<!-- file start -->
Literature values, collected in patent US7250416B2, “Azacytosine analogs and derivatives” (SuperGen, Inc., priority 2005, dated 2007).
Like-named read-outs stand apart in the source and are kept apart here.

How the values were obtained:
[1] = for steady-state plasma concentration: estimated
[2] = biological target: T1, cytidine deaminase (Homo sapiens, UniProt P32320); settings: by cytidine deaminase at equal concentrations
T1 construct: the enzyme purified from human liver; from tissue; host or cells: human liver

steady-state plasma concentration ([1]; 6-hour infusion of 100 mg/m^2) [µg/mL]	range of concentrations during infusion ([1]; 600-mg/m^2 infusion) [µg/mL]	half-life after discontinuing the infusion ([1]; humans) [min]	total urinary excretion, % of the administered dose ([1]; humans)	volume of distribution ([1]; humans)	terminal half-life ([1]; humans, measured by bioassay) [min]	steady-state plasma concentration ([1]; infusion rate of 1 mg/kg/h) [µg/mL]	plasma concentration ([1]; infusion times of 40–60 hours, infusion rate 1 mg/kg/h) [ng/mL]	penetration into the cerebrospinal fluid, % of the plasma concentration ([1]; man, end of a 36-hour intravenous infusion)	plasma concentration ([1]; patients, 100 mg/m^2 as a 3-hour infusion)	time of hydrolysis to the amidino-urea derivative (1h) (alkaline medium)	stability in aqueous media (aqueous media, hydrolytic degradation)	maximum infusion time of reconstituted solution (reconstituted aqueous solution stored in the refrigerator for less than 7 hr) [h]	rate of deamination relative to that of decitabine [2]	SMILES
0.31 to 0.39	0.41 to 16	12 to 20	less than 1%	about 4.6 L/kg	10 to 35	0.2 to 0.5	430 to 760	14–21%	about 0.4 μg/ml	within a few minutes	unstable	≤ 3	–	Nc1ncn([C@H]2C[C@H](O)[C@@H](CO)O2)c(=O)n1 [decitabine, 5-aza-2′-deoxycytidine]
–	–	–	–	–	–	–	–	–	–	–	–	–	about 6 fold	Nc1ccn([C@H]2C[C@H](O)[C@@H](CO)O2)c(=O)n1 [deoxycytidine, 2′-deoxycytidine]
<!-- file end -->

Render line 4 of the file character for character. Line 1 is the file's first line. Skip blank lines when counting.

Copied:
[1] = for steady-state plasma concentration: estimated